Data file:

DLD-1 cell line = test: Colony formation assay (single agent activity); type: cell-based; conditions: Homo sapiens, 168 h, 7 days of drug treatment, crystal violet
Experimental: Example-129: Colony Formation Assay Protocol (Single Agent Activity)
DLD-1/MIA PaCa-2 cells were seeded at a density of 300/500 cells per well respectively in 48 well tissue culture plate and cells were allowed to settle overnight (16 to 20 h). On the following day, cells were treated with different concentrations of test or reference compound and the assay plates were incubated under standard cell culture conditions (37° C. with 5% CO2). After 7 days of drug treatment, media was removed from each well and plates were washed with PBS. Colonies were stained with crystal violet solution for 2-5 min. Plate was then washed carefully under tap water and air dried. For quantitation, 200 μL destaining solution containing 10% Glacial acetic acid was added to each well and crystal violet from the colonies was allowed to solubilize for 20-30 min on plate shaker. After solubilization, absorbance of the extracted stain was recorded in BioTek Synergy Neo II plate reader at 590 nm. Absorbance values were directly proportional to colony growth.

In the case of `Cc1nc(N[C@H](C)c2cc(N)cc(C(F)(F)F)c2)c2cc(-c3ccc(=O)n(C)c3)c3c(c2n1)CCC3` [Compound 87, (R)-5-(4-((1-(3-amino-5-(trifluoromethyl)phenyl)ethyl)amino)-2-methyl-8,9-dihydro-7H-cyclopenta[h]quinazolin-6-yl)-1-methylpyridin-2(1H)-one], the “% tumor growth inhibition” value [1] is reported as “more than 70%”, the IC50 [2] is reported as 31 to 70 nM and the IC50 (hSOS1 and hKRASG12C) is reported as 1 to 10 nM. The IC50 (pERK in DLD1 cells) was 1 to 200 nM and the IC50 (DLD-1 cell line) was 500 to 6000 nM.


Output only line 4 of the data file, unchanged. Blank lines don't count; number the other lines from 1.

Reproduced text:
In the case of `Cc1nc(N[C@H](C)c2cc(N)cc(C(F)(F)F)c2)c2cc(-c3ccc(=O)n(C)c3)c3c(c2n1)CCC3` [Compound 87, (R)-5-(4-((1-(3-amino-5-(trifluoromethyl)phenyl)ethyl)amino)-2-methyl-8,9-dihydro-7H-cyclopenta[h]quinazolin-6-yl)-1-methylpyridin-2(1H)-one], the “% tumor growth inhibition” value [1] is reported as “more than 70%”, the IC50 [2] is reported as 31 to 70 nM and the IC50 (hSOS1 and hKRASG12C) is reported as 1 to 10 nM. The IC50 (pERK in DLD1 cells) was 1 to 200 nM and the IC50 (DLD-1 cell line) was 500 to 6000 nM.